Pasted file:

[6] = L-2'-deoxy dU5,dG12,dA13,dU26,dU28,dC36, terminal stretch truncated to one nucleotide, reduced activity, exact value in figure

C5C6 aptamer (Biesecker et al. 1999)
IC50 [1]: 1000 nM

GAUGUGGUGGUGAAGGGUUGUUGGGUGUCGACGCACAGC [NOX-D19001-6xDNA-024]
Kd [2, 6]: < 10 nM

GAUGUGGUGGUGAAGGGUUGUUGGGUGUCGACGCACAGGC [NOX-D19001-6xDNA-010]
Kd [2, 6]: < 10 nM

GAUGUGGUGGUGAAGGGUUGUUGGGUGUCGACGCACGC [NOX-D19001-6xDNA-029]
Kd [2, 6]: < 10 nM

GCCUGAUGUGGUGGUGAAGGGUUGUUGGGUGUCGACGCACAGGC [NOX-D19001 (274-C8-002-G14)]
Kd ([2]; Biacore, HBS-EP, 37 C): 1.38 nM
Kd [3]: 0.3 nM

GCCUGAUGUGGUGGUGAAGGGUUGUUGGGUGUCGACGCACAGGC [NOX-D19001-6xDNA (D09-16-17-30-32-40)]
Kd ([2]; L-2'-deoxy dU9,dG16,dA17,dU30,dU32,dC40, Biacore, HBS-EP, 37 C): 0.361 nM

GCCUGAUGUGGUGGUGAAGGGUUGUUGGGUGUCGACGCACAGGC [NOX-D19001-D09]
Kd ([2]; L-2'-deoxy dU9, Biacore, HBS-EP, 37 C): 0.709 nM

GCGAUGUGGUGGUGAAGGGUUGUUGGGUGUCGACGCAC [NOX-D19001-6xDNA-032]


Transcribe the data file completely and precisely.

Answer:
[6] = L-2'-deoxy dU5,dG12,dA13,dU26,dU28,dC36, terminal stretch truncated to one nucleotide, reduced activity, exact value in figure

C5C6 aptamer (Biesecker et al. 1999)
IC50 [1]: 1000 nM

GAUGUGGUGGUGAAGGGUUGUUGGGUGUCGACGCACAGC [NOX-D19001-6xDNA-024]
Kd [2, 6]: < 10 nM

GAUGUGGUGGUGAAGGGUUGUUGGGUGUCGACGCACAGGC [NOX-D19001-6xDNA-010]
Kd [2, 6]: < 10 nM

GAUGUGGUGGUGAAGGGUUGUUGGGUGUCGACGCACGC [NOX-D19001-6xDNA-029]
Kd [2, 6]: < 10 nM

GCCUGAUGUGGUGGUGAAGGGUUGUUGGGUGUCGACGCACAGGC [NOX-D19001 (274-C8-002-G14)]
Kd ([2]; Biacore, HBS-EP, 37 C): 1.38 nM
Kd [3]: 0.3 nM

GCCUGAUGUGGUGGUGAAGGGUUGUUGGGUGUCGACGCACAGGC [NOX-D19001-6xDNA (D09-16-17-30-32-40)]
Kd ([2]; L-2'-deoxy dU9,dG16,dA17,dU30,dU32,dC40, Biacore, HBS-EP, 37 C): 0.361 nM

GCCUGAUGUGGUGGUGAAGGGUUGUUGGGUGUCGACGCACAGGC [NOX-D19001-D09]
Kd ([2]; L-2'-deoxy dU9, Biacore, HBS-EP, 37 C): 0.709 nM

GCGAUGUGGUGGUGAAGGGUUGUUGGGUGUCGACGCAC [NOX-D19001-6xDNA-032]